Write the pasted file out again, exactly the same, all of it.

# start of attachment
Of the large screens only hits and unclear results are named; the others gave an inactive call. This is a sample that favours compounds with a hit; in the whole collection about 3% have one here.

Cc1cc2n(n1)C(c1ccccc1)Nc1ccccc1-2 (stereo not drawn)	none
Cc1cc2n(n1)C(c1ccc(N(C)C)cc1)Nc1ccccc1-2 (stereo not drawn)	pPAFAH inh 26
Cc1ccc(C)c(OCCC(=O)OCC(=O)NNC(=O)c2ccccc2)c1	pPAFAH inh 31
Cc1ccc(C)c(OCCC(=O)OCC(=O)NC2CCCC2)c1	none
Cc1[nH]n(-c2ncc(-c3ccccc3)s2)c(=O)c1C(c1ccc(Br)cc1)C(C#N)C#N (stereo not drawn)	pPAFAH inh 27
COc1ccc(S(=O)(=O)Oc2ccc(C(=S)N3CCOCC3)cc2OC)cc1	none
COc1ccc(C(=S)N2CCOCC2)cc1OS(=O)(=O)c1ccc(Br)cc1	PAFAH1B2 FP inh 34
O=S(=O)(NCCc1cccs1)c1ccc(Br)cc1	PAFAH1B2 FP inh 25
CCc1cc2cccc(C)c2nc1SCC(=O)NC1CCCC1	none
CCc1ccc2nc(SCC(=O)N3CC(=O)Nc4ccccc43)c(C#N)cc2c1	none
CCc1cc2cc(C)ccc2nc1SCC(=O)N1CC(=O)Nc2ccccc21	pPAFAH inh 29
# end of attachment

Of the large screens only hits and unclear results are named; the others gave an inactive call. This is a sample that favours compounds with a hit; in the whole collection about 3% have one here.

Cc1cc2n(n1)C(c1ccccc1)Nc1ccccc1-2 (stereo not drawn)	none
Cc1cc2n(n1)C(c1ccc(N(C)C)cc1)Nc1ccccc1-2 (stereo not drawn)	pPAFAH inh 26
Cc1ccc(C)c(OCCC(=O)OCC(=O)NNC(=O)c2ccccc2)c1	pPAFAH inh 31
Cc1ccc(C)c(OCCC(=O)OCC(=O)NC2CCCC2)c1	none
Cc1[nH]n(-c2ncc(-c3ccccc3)s2)c(=O)c1C(c1ccc(Br)cc1)C(C#N)C#N (stereo not drawn)	pPAFAH inh 27
COc1ccc(S(=O)(=O)Oc2ccc(C(=S)N3CCOCC3)cc2OC)cc1	none
COc1ccc(C(=S)N2CCOCC2)cc1OS(=O)(=O)c1ccc(Br)cc1	PAFAH1B2 FP inh 34
O=S(=O)(NCCc1cccs1)c1ccc(Br)cc1	PAFAH1B2 FP inh 25
CCc1cc2cccc(C)c2nc1SCC(=O)NC1CCCC1	none
CCc1ccc2nc(SCC(=O)N3CC(=O)Nc4ccccc43)c(C#N)cc2c1	none
CCc1cc2cc(C)ccc2nc1SCC(=O)N1CC(=O)Nc2ccccc21	pPAFAH inh 29